A report on Malaria

Malaria parasite connecting to a red blood cell
Main symptoms of malaria
The life cycle of malaria parasites. Sporozoites are introduced by a mosquito bite. They migrate to the liver, where they multiply into thousands of merozoites. The merozoites infect red blood cells and replicate, infecting more and more red blood cells. Some parasites form gametocytes, which are taken up by a mosquito, continuing the life cycle.
Micrograph of a placenta from a stillbirth due to maternal malaria. H&E stain. Red blood cells are anuclear; blue/black staining in bright red structures (red blood cells) indicate foreign nuclei from the parasites.
Electron micrograph of a Plasmodium falciparum-infected red blood cell (center), illustrating adhesion protein "knobs"
The blood film is the gold standard for malaria diagnosis.
Ring-forms and gametocytes of Plasmodium falciparum in human blood
An Anopheles stephensi mosquito shortly after obtaining blood from a human (the droplet of blood is expelled as a surplus). This mosquito is a vector of malaria, and mosquito control is an effective way of reducing its incidence.
Man spraying kerosene oil in standing water, Panama Canal Zone, 1912
Walls where indoor residual spraying of DDT has been applied. The mosquitoes remain on the wall until they fall down dead on the floor.
A mosquito net in use.
An advertisement for quinine as a malaria treatment from 1927.
Deaths due to malaria per million persons in 2012
Past and current malaria prevalence in 2009
Ancient malaria oocysts preserved in Dominican amber
British doctor Ronald Ross received the Nobel Prize for Physiology or Medicine in 1902 for his work on malaria.
Chinese medical researcher Tu Youyou received the Nobel Prize for Physiology or Medicine in 2015 for her work on the antimalarial drug artemisinin.
Artemisia annua, source of the antimalarial drug artemisinin
U.S. Marines with malaria in a field hospital on Guadalcanal, October 1942
Members of the Malaria Commission of the League of Nations collecting larvae on the Danube delta, 1929
1962 Pakistani postage stamp promoting malaria eradication program
Malaria clinic in Tanzania
Child with malaria in Ethiopia
World War II poster
Disability-adjusted life year for malaria per 100,000 inhabitants in 2004
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<10
0–100
100–500
500–1000
1000–1500
1500–2000
2000–2500
2500–2750
2750–3000
3000–3250
3250–3500
≥3500

Mosquito-borne infectious disease that affects humans and other animals.

- Malaria
Malaria parasite connecting to a red blood cell

148 related topics with Alpha

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Plasmodium knowlesi

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A diagram of the life cycle of Plasmodium species that infect humans
A Plasmodium knowlesi merozoite attaching to a red blood cell
Giemsa-stained thin blood smears of human red blood cells infected with Plasmodium knowlesi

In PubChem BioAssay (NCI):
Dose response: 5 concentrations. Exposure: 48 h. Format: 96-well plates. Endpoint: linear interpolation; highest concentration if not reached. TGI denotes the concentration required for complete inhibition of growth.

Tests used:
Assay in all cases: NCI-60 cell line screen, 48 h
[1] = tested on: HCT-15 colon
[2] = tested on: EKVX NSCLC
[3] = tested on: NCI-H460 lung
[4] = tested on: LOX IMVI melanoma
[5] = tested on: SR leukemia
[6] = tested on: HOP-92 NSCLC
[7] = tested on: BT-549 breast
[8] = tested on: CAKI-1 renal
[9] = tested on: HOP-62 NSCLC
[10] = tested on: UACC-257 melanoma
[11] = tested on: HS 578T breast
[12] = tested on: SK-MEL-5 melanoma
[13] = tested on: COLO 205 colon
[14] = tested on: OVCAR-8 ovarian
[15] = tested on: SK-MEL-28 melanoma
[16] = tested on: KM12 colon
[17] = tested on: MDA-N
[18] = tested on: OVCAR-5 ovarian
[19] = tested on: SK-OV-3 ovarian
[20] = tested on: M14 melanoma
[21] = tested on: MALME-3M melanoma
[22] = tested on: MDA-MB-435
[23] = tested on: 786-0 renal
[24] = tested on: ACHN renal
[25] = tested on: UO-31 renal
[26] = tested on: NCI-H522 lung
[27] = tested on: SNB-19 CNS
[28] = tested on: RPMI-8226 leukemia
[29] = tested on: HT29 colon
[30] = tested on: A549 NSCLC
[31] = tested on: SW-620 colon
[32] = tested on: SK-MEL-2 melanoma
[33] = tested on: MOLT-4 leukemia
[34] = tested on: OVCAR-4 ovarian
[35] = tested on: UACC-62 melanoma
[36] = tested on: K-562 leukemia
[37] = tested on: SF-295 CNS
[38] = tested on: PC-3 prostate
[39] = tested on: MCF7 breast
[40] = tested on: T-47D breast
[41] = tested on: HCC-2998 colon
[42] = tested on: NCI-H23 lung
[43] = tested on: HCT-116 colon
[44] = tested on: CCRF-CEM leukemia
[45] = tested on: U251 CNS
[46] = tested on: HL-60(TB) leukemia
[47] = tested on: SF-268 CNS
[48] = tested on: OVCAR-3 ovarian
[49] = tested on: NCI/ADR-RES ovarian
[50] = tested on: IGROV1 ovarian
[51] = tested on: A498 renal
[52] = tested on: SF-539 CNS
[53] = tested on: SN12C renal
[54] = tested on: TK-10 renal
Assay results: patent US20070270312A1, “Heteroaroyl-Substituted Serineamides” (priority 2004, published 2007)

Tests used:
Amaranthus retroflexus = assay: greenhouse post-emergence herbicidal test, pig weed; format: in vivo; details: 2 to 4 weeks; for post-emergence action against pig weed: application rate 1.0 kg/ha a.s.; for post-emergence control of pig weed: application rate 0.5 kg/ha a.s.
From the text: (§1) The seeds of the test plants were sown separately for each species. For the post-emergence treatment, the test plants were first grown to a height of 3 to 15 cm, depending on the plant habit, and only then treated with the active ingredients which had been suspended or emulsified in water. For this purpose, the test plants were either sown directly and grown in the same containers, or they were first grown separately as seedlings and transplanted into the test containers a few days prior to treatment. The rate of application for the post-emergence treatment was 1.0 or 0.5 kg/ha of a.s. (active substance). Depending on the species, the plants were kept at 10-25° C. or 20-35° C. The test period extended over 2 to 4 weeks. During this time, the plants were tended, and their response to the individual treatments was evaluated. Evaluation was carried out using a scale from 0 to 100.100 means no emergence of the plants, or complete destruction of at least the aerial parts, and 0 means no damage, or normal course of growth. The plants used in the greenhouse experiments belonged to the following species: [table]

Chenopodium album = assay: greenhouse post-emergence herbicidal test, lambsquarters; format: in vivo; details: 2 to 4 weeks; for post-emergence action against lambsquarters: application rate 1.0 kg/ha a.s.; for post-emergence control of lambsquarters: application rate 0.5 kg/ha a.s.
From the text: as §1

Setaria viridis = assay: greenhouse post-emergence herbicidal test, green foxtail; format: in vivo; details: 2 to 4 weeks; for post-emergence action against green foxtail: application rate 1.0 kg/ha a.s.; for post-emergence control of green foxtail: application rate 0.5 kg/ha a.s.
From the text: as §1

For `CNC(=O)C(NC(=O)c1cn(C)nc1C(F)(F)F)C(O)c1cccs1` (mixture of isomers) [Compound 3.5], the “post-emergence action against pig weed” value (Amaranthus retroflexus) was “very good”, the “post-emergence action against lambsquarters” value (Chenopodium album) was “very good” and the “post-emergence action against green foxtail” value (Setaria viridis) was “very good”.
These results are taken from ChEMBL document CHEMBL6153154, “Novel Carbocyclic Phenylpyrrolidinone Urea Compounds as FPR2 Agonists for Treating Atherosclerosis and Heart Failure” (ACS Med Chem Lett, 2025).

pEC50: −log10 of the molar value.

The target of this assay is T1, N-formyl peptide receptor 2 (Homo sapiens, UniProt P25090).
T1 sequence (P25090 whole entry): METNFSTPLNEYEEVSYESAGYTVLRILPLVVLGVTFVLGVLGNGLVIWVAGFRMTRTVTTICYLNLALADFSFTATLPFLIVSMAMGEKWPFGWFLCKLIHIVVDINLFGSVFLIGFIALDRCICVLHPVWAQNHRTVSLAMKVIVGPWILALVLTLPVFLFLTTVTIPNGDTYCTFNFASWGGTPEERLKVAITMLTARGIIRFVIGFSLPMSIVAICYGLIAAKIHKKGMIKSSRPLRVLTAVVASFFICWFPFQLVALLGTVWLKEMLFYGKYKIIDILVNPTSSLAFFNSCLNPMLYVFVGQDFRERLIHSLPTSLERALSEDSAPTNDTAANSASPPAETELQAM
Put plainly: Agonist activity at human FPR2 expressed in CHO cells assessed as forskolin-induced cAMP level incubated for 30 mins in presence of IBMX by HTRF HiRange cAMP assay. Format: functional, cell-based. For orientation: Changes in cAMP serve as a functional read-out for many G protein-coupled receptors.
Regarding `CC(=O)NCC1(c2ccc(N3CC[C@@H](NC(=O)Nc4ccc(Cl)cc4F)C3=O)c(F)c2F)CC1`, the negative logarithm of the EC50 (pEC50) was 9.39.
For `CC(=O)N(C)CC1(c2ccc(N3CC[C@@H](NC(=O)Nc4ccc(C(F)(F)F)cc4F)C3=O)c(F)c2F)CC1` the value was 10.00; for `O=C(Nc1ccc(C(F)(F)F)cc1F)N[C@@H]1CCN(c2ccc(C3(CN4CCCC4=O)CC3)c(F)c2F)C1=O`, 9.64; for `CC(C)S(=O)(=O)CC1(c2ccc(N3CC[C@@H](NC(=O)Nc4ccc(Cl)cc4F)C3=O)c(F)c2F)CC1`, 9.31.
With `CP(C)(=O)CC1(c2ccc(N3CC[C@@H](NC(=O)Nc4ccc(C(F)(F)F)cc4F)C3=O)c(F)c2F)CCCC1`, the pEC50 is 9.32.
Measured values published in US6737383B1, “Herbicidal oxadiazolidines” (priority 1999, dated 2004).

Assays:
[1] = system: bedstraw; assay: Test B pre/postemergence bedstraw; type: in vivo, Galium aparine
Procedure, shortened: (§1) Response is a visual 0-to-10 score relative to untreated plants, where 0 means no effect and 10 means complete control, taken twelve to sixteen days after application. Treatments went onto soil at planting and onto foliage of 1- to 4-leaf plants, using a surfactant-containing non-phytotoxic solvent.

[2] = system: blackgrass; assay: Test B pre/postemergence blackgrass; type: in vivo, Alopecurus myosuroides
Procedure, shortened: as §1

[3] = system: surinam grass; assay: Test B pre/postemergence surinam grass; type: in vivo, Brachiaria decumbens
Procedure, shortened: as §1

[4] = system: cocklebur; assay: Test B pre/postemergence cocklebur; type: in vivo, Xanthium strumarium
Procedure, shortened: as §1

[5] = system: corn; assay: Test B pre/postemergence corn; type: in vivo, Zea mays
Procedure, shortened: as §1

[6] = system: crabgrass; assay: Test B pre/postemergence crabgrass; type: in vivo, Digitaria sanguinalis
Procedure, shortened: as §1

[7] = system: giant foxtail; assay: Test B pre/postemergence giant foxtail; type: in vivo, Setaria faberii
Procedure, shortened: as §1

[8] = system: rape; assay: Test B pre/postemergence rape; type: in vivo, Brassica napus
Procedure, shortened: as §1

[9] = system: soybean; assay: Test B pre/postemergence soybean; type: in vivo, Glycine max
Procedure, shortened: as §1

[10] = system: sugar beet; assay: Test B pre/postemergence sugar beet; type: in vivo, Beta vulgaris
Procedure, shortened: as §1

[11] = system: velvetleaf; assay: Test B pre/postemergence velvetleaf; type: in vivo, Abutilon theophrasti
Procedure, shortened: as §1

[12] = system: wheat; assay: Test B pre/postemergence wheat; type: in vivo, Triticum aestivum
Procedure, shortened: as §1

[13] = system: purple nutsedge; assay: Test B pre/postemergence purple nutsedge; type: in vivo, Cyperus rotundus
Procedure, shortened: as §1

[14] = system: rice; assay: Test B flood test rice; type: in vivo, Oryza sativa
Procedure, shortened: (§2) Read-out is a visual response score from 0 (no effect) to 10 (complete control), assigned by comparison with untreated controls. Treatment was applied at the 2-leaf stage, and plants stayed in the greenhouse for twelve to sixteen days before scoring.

Robert Knowles, after whom P. knowlesi was named

Plasmodium knowlesi is a parasite that causes malaria in humans and other primates.

Mefloquine

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Mefloquine (Lariam) 250mg tablets

Mefloquine, sold under the brand name Lariam among others, is a medication used to prevent or treat malaria.

Scanning electron micrograph of human red blood cells (ca. 6–8 μm in diameter)

Red blood cell

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Red blood cells (RBCs), also referred to as red cells, red blood corpuscles (in humans or other animals not having nucleus in red blood cells), haematids, erythroid cells or erythrocytes (from Greek erythros for "red" and kytos for "hollow vessel", with -cyte translated as "cell" in modern usage), are the most common type of blood cell and the vertebrate's principal means of delivering oxygen (O2) to the body tissues—via blood flow through the circulatory system.

Red blood cells (RBCs), also referred to as red cells, red blood corpuscles (in humans or other animals not having nucleus in red blood cells), haematids, erythroid cells or erythrocytes (from Greek erythros for "red" and kytos for "hollow vessel", with -cyte translated as "cell" in modern usage), are the most common type of blood cell and the vertebrate's principal means of delivering oxygen (O2) to the body tissues—via blood flow through the circulatory system.

Scanning electron micrograph of human red blood cells (ca. 6–8 μm in diameter)
There is an immense size variation in vertebrate red blood cells, as well as a correlation between cell and nucleus size. Mammalian red blood cells, which do not contain nuclei, are considerably smaller than those of most other vertebrates.
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Typical mammalian red blood cells: (a) seen from surface; (b) in profile, forming rouleaux; (c) rendered spherical by water; (d) rendered crenate (shrunken and spiky) by salt. (c) and (d) do not normally occur in the body. The last two shapes are due to water being transported into, and out of, the cells, by osmosis.
Scanning electron micrograph of blood cells. From left to right: human red blood cell, thrombocyte (platelet), leukocyte.
Two drops of blood are shown with a bright red oxygenated drop on the left and a deoxygenated drop on the right.
Animation of a typical human red blood cell cycle in the circulatory system. This animation occurs at a faster rate (~20 seconds of the average 60-second cycle) and shows the red blood cell deforming as it enters capillaries, as well as the bars changing color as the cell alternates in states of oxygenation along the circulatory system.